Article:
Several days that fall we worked over at the Brimmer Camp, where Jim Taylor always wintered. We were working several hundred cows the ranch had bought, branding them through a Powder River Chute. There was a gentleman with us named John Neary. He was a nice fella, a professional writer hired by the Audubon Magazine to write a story on Pennzoil buying Vermejo. He was snapping photos and studying all the cow works. It was a cold, overcast day with snow flurries, so it was great when Bill John said, “Let’s eat dinner!” This means noon to country folks. Our dinner was sandwiches the folks at the cookhouse fixed for us and great camp coffee. I poured John a cup of coffee and took it to him as he sat on the ground, eating. I sat down beside him and visited. He was very interesting and had lived in New York while writing for major publications. He now lived in Santa Fe with his wife, Joan, and three sons. As writers are very inquisitive and good at their work, he asked me about my neck rag, cuffs, and our cowboy garb. I told him all of it had a function, and that cowboys are proud to be cowboys, so they don’t wear bib-overalls if they can help it. John was staying at Casa Minor, one of the rock mansions at headquarters, and I invited him to my house at the cowboy end of the park. I told him how I loved books on the cowboy life and had a few, and that I would show him it really wasn’t any different than 100 years ago as it still took cowboys and horses to get the job done. One night he came to my casa and we had a great visit. We became good friends and for the next thirty-five years we had lots of great visits. I spent many a-night at John and Joan’s Santa Fe home. His interest in cowboy life and subsequent article in the Smithsonian Magazine on my bronze sculptures, had a huge impact on my life. John passed away in 2011 and I miss that amigo.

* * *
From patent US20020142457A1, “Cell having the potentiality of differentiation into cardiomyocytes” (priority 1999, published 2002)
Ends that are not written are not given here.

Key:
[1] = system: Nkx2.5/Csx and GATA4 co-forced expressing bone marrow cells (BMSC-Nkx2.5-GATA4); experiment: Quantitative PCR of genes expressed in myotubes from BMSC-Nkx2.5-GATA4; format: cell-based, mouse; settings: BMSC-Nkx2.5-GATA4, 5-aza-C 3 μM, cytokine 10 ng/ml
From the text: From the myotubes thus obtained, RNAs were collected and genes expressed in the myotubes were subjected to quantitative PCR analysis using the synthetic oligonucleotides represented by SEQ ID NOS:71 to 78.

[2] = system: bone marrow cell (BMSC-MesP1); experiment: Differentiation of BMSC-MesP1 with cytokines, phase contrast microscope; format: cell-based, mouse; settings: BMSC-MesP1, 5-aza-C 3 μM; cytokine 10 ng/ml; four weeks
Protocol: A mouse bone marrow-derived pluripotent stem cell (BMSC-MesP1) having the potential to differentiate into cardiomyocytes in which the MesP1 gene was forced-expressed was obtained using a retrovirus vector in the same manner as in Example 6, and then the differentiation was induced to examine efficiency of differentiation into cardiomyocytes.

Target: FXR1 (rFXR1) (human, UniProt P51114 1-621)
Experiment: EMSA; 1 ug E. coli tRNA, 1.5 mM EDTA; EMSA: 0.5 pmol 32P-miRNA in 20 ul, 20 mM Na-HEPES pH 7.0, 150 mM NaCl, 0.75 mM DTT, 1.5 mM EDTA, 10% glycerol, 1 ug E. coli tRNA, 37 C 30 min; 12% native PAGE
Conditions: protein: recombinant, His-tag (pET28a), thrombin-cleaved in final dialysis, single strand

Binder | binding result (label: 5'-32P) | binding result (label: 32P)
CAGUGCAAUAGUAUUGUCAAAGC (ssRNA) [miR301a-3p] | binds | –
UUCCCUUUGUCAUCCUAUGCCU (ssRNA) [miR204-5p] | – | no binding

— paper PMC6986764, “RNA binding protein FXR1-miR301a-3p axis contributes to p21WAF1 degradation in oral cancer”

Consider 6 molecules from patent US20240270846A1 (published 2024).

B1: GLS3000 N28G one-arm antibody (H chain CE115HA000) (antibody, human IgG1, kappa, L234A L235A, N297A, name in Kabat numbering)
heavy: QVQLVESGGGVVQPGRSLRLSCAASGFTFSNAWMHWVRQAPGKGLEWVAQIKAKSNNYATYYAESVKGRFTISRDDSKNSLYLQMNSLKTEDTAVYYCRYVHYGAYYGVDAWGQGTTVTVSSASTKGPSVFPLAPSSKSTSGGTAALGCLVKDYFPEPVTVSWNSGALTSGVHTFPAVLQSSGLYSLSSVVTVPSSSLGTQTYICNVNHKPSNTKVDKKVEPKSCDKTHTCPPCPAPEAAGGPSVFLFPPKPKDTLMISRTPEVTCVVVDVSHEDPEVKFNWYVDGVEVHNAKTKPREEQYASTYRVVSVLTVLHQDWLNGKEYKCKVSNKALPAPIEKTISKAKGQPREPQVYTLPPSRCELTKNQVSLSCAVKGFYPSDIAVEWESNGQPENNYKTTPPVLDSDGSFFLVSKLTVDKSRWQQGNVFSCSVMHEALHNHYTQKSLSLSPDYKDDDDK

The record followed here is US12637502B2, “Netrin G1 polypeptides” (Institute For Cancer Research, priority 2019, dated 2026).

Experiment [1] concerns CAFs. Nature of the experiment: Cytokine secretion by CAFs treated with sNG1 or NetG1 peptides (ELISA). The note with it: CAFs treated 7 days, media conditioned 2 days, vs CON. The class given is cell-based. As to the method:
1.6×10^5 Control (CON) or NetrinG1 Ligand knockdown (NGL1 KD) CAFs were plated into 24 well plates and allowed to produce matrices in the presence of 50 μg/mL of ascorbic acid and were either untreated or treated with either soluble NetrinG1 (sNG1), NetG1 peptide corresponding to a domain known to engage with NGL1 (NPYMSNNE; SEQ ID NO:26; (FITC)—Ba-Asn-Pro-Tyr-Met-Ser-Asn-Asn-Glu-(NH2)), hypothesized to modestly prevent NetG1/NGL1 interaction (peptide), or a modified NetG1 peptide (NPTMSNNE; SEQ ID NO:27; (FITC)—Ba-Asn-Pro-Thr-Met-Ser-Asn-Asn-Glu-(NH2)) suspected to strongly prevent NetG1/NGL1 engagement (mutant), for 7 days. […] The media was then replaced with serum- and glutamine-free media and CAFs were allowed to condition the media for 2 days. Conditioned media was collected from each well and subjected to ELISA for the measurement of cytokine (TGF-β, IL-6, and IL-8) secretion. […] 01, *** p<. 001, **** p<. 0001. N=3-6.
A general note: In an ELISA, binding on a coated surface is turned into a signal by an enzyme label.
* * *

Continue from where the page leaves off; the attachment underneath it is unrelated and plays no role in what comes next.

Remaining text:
The next week or so at Castle Rock was full with lots of cow works . . . weaning, shipping, and just fun, working cattle with good cowpunchers. Trucks could get to Castle Rock, so all the calves besides the keeper heifers, were shipped from there. Then we drove all the cows to winter camps . . . Brimmer, Caliente, Horse Camp and others.